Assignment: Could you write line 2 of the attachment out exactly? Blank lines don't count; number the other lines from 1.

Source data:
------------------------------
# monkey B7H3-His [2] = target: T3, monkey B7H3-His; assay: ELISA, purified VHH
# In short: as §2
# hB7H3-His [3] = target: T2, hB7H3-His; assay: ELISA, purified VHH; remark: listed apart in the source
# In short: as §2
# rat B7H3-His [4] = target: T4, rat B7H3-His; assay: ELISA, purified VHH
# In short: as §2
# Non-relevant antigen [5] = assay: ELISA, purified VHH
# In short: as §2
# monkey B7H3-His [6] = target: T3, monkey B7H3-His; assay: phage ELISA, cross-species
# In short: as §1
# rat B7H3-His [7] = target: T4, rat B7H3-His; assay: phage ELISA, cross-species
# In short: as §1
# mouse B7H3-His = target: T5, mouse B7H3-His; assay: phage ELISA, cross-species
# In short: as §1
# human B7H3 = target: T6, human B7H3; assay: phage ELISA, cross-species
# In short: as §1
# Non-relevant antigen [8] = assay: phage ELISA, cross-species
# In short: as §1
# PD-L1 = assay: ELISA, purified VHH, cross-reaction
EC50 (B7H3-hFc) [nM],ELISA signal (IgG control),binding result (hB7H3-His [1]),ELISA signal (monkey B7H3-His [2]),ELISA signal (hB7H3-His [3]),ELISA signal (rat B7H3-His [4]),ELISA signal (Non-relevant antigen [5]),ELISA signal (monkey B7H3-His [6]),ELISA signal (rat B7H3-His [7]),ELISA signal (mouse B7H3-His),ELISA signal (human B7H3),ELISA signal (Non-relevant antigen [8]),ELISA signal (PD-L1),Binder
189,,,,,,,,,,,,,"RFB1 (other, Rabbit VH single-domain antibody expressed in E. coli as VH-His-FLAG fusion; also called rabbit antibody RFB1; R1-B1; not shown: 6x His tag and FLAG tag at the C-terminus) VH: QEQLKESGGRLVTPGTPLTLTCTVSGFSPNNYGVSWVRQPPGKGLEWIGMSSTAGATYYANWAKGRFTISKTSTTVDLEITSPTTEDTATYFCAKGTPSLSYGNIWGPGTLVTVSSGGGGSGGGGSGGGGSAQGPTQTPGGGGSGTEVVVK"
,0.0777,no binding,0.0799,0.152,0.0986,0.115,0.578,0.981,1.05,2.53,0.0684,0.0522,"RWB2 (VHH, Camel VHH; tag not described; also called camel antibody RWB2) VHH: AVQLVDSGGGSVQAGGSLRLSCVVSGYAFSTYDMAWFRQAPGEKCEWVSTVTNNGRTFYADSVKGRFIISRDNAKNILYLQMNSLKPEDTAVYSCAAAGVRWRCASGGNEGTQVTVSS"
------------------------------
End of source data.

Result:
# In short: as §2